Published: Feb 28, 2018
Considering a career in law, or a transition within the legal profession? The following profile of a day in the life of a managing partner is an excerpt from the Vault Career Guide to Law.
Kelley Clements Keller is the owner and managing member of The Keller Law Firm, LLC, a boutique firm practicing intellectual property (IP), which includes assisting clients in IP prosecution, procurement and maintenance, licensing and enforcement, brand expansion and management, domain name and Web site matters, social media issues, and IP-related business matters.
6:30 a.m.: I begin each day with coffee with my husband. Once I put the coffee on, I check my e-mail to see what is brewing for the day. This is my first engagement with the day’s material. I send out responses to the messages that require immediate response, and shoot out e-mails to the staff, letting them know about the new projects that need to be added to the queue.
8:30 a.m.: I arrive at the office already aware of the business for the day. I review my calendar and prioritize, and then I check in with my attorneys and staff—the law clerks, my paralegal, and my research assistant. The purpose of this crucial part of my morning is to ensure that everyone is on the same page, and that each person has the tools that they need to succeed in their assignments.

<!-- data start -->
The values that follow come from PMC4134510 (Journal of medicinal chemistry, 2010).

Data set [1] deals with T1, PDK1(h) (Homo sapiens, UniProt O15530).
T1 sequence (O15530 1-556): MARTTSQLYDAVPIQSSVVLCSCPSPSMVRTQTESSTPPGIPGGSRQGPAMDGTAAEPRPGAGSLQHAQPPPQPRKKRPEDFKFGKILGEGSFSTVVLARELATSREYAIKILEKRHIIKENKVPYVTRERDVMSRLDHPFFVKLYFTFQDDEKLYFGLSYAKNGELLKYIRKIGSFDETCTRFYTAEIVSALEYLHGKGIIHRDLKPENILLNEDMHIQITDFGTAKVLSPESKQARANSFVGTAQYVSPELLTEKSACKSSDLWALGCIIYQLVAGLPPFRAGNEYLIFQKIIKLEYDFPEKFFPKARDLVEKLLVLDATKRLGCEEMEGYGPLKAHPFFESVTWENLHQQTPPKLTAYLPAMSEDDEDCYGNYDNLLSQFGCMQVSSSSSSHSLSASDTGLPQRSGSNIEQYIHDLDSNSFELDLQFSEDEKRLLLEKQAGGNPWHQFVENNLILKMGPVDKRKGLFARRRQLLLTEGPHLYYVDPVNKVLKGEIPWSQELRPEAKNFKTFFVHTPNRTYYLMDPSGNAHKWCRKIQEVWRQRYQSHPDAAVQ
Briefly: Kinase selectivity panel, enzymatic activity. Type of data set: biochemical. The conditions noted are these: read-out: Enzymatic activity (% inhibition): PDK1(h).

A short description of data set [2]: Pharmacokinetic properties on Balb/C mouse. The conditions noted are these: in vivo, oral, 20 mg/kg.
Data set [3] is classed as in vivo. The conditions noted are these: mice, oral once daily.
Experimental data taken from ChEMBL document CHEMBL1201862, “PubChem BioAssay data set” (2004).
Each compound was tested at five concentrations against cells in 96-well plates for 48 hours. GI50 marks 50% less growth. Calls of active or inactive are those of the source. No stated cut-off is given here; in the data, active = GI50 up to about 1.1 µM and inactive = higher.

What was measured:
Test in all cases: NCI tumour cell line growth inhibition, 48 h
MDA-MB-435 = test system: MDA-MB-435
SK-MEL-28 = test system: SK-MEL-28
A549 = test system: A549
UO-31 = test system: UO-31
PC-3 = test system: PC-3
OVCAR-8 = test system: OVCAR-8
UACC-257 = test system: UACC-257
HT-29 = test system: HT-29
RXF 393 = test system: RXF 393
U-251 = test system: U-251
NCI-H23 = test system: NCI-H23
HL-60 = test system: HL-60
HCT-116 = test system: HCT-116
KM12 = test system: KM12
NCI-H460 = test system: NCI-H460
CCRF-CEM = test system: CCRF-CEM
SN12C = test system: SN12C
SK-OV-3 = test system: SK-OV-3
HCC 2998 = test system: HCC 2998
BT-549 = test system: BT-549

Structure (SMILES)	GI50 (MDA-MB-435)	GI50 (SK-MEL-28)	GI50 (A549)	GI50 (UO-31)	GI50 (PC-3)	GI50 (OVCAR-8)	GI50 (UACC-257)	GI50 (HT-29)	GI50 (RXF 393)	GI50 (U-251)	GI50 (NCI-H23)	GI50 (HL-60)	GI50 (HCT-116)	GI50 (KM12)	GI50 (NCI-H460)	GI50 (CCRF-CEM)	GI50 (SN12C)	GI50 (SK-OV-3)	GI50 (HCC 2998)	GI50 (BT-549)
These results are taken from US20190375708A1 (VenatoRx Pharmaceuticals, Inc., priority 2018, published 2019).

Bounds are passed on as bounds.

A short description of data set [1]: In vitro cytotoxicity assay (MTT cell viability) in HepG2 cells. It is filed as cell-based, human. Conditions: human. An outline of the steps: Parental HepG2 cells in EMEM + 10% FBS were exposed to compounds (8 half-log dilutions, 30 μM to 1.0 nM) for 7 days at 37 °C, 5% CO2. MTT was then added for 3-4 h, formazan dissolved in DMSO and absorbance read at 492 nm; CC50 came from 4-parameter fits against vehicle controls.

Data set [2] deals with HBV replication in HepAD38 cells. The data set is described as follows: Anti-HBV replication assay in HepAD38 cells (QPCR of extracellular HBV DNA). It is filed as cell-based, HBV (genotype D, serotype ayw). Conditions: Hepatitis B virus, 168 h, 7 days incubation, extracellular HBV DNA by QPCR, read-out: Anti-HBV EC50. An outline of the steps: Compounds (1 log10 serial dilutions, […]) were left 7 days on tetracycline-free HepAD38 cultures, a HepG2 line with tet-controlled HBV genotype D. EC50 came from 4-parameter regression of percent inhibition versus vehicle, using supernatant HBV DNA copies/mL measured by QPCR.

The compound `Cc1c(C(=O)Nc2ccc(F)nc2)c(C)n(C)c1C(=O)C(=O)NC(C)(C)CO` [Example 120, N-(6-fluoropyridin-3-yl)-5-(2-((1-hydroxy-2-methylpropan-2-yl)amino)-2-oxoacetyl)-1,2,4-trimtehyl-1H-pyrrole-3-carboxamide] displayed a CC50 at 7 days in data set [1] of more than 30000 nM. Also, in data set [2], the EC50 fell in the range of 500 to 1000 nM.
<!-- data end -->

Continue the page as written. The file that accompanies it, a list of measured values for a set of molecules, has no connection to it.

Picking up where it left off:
9:00 a.m.: I give one of my law clerks an office action refusal from the U.S. Patent and Trademark Office (PTO) for one of our client’s trademark applications for him/her to begin researching and drafting a response. It’s a difficult argument to make, as it requires us to prove that our client’s house mark is descriptive, as opposed to generic, in order to secure federal protection.
9:30 a.m.: I am counsel in an interesting trade secret action where the defendant did not file an answer to the federal complaint. I place a call to a colleague to discuss the status of the case, since two heads are always better than one. I have come to learn that no matter how long you practice law, you never “experience it all.” We debate the likelihood of whether our client can recover attorneys’ fees under the circumstances, e.g., a request for default was entered by the Clerk of Court and a motion for default judgment is pending with the judge. Because the defendant failed to answer, the case law is a bit murky on how much our client can recover, if anything at all. It’s a very interesting fact pattern!
10:00 a.m.: I’ll spend the next few hours in phone conversations with clients, court personnel, offices (such as the PTO), or in outreach, marketing, and business development. When not on the phone, I’m sending and responding to numerous e-mails. When I encounter particular situations that reflect important principles in IP, I like to call my staff together for a quick tutorial. Such situations represent opportunities for learning, and my role as a teacher and mentor to my staff is very important to me as it gives me the opportunity to demonstrate why these principles result in predictable outcomes.
10:30 a.m.: I need to make a call to the PTO to handle a clarification of a client’s identification of goods with the examining attorney assigned to their trademark application, and ask my paralegal and one of my law clerks to step into my office and listen to the call for learning purposes. This is something I often do and find that my staff is more knowledgeable of files they work on as a result of it. The examining attorney enters the requested changes into the record, and my paralegal knows that she needs to draft a reporting letter to the client regarding this activity.